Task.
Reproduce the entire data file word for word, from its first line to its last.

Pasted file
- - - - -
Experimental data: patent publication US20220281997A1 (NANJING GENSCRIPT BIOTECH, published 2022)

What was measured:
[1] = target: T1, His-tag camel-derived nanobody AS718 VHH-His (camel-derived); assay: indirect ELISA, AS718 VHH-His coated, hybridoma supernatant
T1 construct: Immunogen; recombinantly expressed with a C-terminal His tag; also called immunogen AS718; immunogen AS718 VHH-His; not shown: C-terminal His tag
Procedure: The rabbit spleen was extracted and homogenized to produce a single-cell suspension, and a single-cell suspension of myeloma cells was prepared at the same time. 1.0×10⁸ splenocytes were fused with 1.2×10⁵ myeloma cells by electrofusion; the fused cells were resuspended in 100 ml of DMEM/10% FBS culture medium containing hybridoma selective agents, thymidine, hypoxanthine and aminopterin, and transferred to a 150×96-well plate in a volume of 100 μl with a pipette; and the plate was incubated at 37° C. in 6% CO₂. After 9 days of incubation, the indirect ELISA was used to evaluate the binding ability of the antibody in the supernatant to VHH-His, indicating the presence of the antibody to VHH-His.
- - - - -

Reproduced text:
Experimental data: patent publication US20220281997A1 (NANJING GENSCRIPT BIOTECH, published 2022)

What was measured:
[1] = target: T1, His-tag camel-derived nanobody AS718 VHH-His (camel-derived); assay: indirect ELISA, AS718 VHH-His coated, hybridoma supernatant
T1 construct: Immunogen; recombinantly expressed with a C-terminal His tag; also called immunogen AS718; immunogen AS718 VHH-His; not shown: C-terminal His tag
Procedure: The rabbit spleen was extracted and homogenized to produce a single-cell suspension, and a single-cell suspension of myeloma cells was prepared at the same time. 1.0×10⁸ splenocytes were fused with 1.2×10⁵ myeloma cells by electrofusion; the fused cells were resuspended in 100 ml of DMEM/10% FBS culture medium containing hybridoma selective agents, thymidine, hypoxanthine and aminopterin, and transferred to a 150×96-well plate in a volume of 100 μl with a pipette; and the plate was incubated at 37° C. in 6% CO₂. After 9 days of incubation, the indirect ELISA was used to evaluate the binding ability of the antibody in the supernatant to VHH-His, indicating the presence of the antibody to VHH-His.